Future of the Spirit
* Book: L’Avenir de l’Esprit. Thierry Gaudin.
This book reflects a conversation between a prospectivist, interviewed by a philosopher. After the first introductory chapter, the second one discusses the current technical system and its crisis, focusing on the shift from the matter-energy, i.e. industrial nexus, to the Time-Living, i.e. the cognitive nexus, where knowledge makes place for a general process of re-cognition (“reconnaissance”).
The third chapter discusses ethology, as a fundamental science to understand human behaviour, Gaudin refuses any specificity to the human, recognizing only quantitative differences. Thus there is no qualitative emergence, which seems unacceptable to this reader. Yes, there are many if not all characteristics that can be shared with the animal world, but where else is there an evolving culture with all its material artefacts, the burial of the dead, religious imagination?
Gaudin says that after a high period of cultural and social change, taking place from the XI to the XIII centuries, with the 12th as high point, there are two centuries of decline, following the eradication of the Cathar heresy in southern France. After that, the Church confiscates the means of production and the feudal lords return from the Crusades. Thus, when the plague hits around 1348, and wipes out one third of the population, it already takes place in a much weakened society. The XIV and XV th centuries are therefore called ‘the waning of the Middle Ages’ (Huizinga).
Jumping to another period of change, he calls 1848 the first truly European revolution, and also the first truly proletarian one. He also notes that every period of fundamental change coincides with a replacement of the ruling class: in the XII cy, the feudal lords were gone to the Crusades, and it was their intendants that inherited power, which coincides with the creation of the Hanseatic League, an alliance of city merchants; in the XVIII cy, we see the results of Louis XIV ‘s earlier policy of recalling the nobles to Versailles: within 2 generations, they had lost their capacity to manage their lands, which were bought by the bigger farmers, and in 1789, they lost their privileges.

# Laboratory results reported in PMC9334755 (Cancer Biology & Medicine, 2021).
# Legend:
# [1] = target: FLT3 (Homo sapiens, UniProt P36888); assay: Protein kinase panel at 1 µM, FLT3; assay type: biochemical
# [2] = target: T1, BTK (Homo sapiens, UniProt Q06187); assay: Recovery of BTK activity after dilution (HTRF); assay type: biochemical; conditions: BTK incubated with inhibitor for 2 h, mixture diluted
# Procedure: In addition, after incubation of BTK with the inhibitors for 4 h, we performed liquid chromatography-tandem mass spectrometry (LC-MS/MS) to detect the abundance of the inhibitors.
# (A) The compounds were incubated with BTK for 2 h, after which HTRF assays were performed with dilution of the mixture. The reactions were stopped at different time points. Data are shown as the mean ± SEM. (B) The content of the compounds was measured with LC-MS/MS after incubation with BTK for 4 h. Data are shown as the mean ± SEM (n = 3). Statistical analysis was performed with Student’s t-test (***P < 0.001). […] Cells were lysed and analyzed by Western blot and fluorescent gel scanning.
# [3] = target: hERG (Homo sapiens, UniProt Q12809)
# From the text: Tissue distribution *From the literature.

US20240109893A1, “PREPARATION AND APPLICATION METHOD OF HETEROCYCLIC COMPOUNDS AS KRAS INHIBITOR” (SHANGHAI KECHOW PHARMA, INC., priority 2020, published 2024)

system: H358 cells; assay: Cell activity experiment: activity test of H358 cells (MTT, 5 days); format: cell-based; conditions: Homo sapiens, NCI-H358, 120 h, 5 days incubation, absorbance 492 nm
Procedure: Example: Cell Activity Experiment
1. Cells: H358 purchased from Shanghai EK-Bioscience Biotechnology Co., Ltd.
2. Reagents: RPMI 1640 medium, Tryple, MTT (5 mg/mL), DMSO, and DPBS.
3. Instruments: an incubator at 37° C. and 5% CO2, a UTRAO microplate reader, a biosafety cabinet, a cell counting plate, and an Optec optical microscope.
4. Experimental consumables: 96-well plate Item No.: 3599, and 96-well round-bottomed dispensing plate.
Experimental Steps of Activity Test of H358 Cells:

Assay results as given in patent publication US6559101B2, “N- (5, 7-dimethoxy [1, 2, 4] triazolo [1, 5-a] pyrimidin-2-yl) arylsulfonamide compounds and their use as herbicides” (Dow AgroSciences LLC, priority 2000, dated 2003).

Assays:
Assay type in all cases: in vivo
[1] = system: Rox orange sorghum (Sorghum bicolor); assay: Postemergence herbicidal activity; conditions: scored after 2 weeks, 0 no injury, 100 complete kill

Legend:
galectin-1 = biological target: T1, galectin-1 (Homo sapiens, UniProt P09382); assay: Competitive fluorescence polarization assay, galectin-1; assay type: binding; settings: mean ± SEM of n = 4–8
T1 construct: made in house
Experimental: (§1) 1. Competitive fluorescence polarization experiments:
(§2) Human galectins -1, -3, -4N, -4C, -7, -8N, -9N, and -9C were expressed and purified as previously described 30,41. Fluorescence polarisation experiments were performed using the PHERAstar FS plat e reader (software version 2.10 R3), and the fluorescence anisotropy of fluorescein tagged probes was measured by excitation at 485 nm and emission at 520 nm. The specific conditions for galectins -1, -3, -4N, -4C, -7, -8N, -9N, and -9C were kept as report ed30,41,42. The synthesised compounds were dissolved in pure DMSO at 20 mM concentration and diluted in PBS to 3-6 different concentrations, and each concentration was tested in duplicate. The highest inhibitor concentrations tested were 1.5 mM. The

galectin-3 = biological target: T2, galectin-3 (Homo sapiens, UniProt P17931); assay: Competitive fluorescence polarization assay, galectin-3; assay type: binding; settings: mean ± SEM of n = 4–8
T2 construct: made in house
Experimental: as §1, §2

Gaudin makes a concrete prediction: just as the optimism and blindness of the elites of the early 1800s, ended up producing 1848, and a restructuring of capitalism, in the same way the current period will culminate in a major crisis around 2020, followed by a major restructuring towards a planetary system.
Gaudin says that an important bifurcation occurred with Zoroaster Not only did he introduce the binary opposition between Good and Evil (instead of between the maintaining vs the destructive power that was typical before that), but he also made a strong opposition between the spiritual (Devas) and temporal (Ahuras) divinities, favouring the latter, and the West would follow suit, instead of choosing the Devas, as the East would do.
The 6th cy BC is also a power revolution: in Greece, democracy arrives and Logos emerges from Mythos; Bouddha is a prince renouncing power; Taoism mocks power and Confucius subsumes power to the spiritual order. In the XII cy, we see the creation of the university, which stresses deliberation and critiques the priestly caste.
In one of the last chapters, Gaudin discusses the importance of metrology, i.e. objective measurement, as a positive sign of modernity. It indeed replaces relations of power i.e. it introduces objective exams instead of the old boy network, as one example of this process. The meter, which replaced more than 2,000 different measuring systems, only dates from the French Revolution. He also notes that the meter, formerly spatial, has now become a temporal measure (??), a sign of our entry into a cognitive civilisation.
For the XVIII cy, Gaudin stresses the progressive aspects of the measures against the Guilds. The Encyclopedia of Diderot was nothing else than a explicit attempt to put the private knowledge of the guilds in the public domain, and the Loi Chapelier was conceived in the same spirit.
The first globalisation was the Silk Road, which connected India to the Middle East, and was controlled by the islamic 'Achemenids'. The Crusades could be seen as a failed attempt to break that stranglehold, as can the later attempts by Columbus and De Gama in the 15th cy. The Crusades were also an attempt by the Church to evacuate the feudal warlords who regularly pillaged the monasteries. He refers to a demand by the bishop of Beauvais, that the feudals would swear to forego such pillaging.